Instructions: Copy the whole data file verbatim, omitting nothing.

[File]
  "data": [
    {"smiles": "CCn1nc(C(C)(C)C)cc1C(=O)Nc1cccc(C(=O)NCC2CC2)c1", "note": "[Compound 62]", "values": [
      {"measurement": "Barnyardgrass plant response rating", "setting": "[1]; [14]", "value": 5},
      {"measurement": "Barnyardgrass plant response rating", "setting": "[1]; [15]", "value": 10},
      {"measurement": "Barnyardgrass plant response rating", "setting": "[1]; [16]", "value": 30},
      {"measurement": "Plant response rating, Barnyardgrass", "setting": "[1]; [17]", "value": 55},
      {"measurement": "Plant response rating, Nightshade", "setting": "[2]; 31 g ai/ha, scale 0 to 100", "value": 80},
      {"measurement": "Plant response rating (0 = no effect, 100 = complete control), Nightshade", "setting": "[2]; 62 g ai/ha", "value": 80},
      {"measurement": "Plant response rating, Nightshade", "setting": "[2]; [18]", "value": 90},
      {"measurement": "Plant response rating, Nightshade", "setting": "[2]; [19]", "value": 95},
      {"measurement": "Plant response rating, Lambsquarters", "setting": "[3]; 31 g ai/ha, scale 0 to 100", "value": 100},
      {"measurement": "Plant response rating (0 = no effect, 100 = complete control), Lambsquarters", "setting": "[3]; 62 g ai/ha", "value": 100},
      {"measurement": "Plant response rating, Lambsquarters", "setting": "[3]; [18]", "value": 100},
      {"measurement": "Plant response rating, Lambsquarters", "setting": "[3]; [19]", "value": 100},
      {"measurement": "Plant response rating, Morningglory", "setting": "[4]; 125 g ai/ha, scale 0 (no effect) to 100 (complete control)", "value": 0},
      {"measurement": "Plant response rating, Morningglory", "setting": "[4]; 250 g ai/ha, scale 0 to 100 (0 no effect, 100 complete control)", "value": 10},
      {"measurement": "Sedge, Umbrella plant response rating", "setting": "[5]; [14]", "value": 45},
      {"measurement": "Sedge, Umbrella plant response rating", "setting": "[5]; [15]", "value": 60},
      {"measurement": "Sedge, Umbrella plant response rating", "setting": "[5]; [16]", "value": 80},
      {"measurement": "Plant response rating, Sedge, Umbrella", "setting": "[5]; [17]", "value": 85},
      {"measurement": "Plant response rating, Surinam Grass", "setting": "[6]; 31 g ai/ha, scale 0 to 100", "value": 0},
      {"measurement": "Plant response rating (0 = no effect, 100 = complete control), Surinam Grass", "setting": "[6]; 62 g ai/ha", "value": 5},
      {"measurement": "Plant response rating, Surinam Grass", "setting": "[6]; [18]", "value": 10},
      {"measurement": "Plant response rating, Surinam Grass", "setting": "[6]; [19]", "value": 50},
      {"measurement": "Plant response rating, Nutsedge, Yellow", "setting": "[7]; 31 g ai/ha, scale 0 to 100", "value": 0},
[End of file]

  "data": [
    {"smiles": "CCn1nc(C(C)(C)C)cc1C(=O)Nc1cccc(C(=O)NCC2CC2)c1", "note": "[Compound 62]", "values": [
      {"measurement": "Barnyardgrass plant response rating", "setting": "[1]; [14]", "value": 5},
      {"measurement": "Barnyardgrass plant response rating", "setting": "[1]; [15]", "value": 10},
      {"measurement": "Barnyardgrass plant response rating", "setting": "[1]; [16]", "value": 30},
      {"measurement": "Plant response rating, Barnyardgrass", "setting": "[1]; [17]", "value": 55},
      {"measurement": "Plant response rating, Nightshade", "setting": "[2]; 31 g ai/ha, scale 0 to 100", "value": 80},
      {"measurement": "Plant response rating (0 = no effect, 100 = complete control), Nightshade", "setting": "[2]; 62 g ai/ha", "value": 80},
      {"measurement": "Plant response rating, Nightshade", "setting": "[2]; [18]", "value": 90},
      {"measurement": "Plant response rating, Nightshade", "setting": "[2]; [19]", "value": 95},
      {"measurement": "Plant response rating, Lambsquarters", "setting": "[3]; 31 g ai/ha, scale 0 to 100", "value": 100},
      {"measurement": "Plant response rating (0 = no effect, 100 = complete control), Lambsquarters", "setting": "[3]; 62 g ai/ha", "value": 100},
      {"measurement": "Plant response rating, Lambsquarters", "setting": "[3]; [18]", "value": 100},
      {"measurement": "Plant response rating, Lambsquarters", "setting": "[3]; [19]", "value": 100},
      {"measurement": "Plant response rating, Morningglory", "setting": "[4]; 125 g ai/ha, scale 0 (no effect) to 100 (complete control)", "value": 0},
      {"measurement": "Plant response rating, Morningglory", "setting": "[4]; 250 g ai/ha, scale 0 to 100 (0 no effect, 100 complete control)", "value": 10},
      {"measurement": "Sedge, Umbrella plant response rating", "setting": "[5]; [14]", "value": 45},
      {"measurement": "Sedge, Umbrella plant response rating", "setting": "[5]; [15]", "value": 60},
      {"measurement": "Sedge, Umbrella plant response rating", "setting": "[5]; [16]", "value": 80},
      {"measurement": "Plant response rating, Sedge, Umbrella", "setting": "[5]; [17]", "value": 85},
      {"measurement": "Plant response rating, Surinam Grass", "setting": "[6]; 31 g ai/ha, scale 0 to 100", "value": 0},
      {"measurement": "Plant response rating (0 = no effect, 100 = complete control), Surinam Grass", "setting": "[6]; 62 g ai/ha", "value": 5},
      {"measurement": "Plant response rating, Surinam Grass", "setting": "[6]; [18]", "value": 10},
      {"measurement": "Plant response rating, Surinam Grass", "setting": "[6]; [19]", "value": 50},
      {"measurement": "Plant response rating, Nutsedge, Yellow", "setting": "[7]; 31 g ai/ha, scale 0 to 100", "value": 0},